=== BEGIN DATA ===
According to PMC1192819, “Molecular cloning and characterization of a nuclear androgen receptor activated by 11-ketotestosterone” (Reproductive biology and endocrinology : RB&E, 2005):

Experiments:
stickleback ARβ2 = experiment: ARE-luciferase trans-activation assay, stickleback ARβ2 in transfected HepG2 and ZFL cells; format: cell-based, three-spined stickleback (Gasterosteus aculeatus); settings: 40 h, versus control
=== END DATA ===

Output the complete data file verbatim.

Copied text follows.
According to PMC1192819, “Molecular cloning and characterization of a nuclear androgen receptor activated by 11-ketotestosterone” (Reproductive biology and endocrinology : RB&E, 2005):

Experiments:
stickleback ARβ2 = experiment: ARE-luciferase trans-activation assay, stickleback ARβ2 in transfected HepG2 and ZFL cells; format: cell-based, three-spined stickleback (Gasterosteus aculeatus); settings: 40 h, versus control